OR 2: is the info on the end result of the colapse of cat 2 already contained within it's quantum state, and as such taken "hand carried".

 

Jakiri:

Indeed, you can only check with another information transfer, but this one does not require to be faster than light, it can be a simple phone call.

 

Greetz,

Leo

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shrodinger pointed out himself the problem with this is that even after he looks int othe box the press outside dont know whether the cat is dead or allive, so therefore it is still in this entangled state, messy huh!

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This is a restatement of the Einstein-Podolsky-Rosin Paradox (you are in eloquent company)

 

Similar experiments have been done, notably by Alain Aspect in 1980, using electrons not cats, though.

He had two electrons sent in opposite directions at close enough to the speed of light that their spins were measured at such a time and displacement that information travelling between them must travel faster than c. The spin on the second electron nevertheless matched up with the spin of the first electron.

The most interesting implication is that, in a relativistic universe, if the first measurement affects the outcome of the second , the second would be seen to affect the first from another moving viewpoint. The information goes backwards in time!

 

See http://www.kheper.net/cosmos/quantum_physics/quantum_physics.htm for a fuller explanation or http://www.mtnmath.com/whatrh/node75.html for lots of equations and detail

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While I find Schrödinger cat fascinating...in short, we can't tell if his cat is dead or alive until we open the bag and observe it, or even if the cat exists at all!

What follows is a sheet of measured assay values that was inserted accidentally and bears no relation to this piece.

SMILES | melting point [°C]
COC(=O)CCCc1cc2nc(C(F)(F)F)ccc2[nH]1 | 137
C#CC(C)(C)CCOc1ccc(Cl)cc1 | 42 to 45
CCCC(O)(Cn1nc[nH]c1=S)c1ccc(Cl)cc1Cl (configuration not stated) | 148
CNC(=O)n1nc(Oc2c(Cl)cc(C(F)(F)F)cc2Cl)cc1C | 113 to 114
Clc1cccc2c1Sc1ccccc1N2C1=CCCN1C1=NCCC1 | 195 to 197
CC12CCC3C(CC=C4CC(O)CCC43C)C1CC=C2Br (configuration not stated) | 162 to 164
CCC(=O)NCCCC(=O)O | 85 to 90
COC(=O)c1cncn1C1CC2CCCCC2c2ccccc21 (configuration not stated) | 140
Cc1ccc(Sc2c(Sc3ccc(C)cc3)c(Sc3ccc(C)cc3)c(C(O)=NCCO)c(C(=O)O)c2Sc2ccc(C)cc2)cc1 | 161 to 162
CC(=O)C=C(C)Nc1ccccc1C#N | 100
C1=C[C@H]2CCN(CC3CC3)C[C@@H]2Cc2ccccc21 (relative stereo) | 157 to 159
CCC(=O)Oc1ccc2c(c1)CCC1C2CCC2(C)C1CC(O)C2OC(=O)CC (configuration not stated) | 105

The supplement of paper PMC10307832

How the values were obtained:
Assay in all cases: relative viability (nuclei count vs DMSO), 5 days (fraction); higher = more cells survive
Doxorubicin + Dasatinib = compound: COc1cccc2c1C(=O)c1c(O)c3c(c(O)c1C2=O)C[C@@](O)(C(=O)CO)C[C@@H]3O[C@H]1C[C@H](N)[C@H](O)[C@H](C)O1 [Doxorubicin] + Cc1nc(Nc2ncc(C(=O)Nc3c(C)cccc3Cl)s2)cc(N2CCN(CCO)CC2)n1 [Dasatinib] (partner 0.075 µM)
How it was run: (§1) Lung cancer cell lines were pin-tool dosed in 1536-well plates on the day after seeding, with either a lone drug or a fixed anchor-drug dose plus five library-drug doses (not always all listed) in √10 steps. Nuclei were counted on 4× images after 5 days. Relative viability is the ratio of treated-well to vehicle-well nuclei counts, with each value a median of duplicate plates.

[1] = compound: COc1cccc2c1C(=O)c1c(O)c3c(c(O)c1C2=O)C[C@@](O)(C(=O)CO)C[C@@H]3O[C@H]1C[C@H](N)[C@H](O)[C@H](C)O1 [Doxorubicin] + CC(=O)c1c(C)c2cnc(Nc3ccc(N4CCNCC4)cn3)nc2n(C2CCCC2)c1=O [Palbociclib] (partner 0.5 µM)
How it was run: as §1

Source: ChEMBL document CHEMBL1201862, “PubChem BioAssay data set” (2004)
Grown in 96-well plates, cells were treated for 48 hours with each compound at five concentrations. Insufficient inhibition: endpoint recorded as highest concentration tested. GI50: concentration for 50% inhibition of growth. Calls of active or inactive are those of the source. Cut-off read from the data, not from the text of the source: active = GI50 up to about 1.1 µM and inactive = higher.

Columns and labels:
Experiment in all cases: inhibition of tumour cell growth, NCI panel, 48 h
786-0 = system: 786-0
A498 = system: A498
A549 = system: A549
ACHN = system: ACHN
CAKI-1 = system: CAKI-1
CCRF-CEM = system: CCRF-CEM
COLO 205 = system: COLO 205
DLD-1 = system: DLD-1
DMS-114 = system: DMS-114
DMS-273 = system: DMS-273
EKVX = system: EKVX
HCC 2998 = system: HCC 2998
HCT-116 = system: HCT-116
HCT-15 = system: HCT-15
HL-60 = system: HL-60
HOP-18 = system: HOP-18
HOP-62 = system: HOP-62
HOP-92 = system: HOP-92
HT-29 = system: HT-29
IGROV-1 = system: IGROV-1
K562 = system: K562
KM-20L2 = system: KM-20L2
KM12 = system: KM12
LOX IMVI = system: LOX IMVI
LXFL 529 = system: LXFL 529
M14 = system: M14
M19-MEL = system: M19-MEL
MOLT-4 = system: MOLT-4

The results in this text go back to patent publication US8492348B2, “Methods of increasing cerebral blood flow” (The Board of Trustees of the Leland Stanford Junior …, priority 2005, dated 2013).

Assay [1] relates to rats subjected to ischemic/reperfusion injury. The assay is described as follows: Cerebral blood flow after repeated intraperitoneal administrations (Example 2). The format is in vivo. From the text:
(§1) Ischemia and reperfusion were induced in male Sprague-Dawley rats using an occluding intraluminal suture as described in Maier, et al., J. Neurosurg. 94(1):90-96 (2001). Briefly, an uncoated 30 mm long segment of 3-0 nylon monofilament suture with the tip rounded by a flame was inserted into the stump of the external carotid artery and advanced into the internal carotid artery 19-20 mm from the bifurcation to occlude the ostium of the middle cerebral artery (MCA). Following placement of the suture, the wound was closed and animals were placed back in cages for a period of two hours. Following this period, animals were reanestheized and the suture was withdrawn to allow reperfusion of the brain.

Schrodinger years later said he wish he hadn't met the cat....lol.

 

Back back to the twirling world of quantum mechanics.

 

Lets point the finger away from the cat and at ourselves. Could one posit that at the sub atomic level, we are already breaking down...dying. Therefore we are both alive and dead at the same time.

 

Like the cat, who is dying a blurred picture in comparison to a sharp picture, in neither state.

 

Okay so I have entered the area of quantum mysticism....the nature of reality.

 

Zen, St. Thomas Aquanis and followers of Doaism might all find my musing interesting...but what say ye, oh followers of Quantum Mechanics.

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People who tread carefully (like me) into quantum mechanics stay away from the intrcies of the heisenberg uncertancy principle, as well as duel states of both common things and electrons. Electrons are waves, leave the rest to the philosophers.

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QED, QCD, QFD, really only probability is needed for QFD, I dont see why any of the others (at a recreational level) need go into double state prbability.

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Guest DarkEcho

Unfortunetly entanglement of the 2 cats couldn't be used for communication, even at the simplest point of communicating when you open the box and collapsed the experiment, as it would only collapse for you, and not for the person at the other end (who still doesn't know). Also if you somehow modified the probability curve for the unforunate cat on the other side, it would destroy the entanglemont (I think, correct me if I'm wrong here).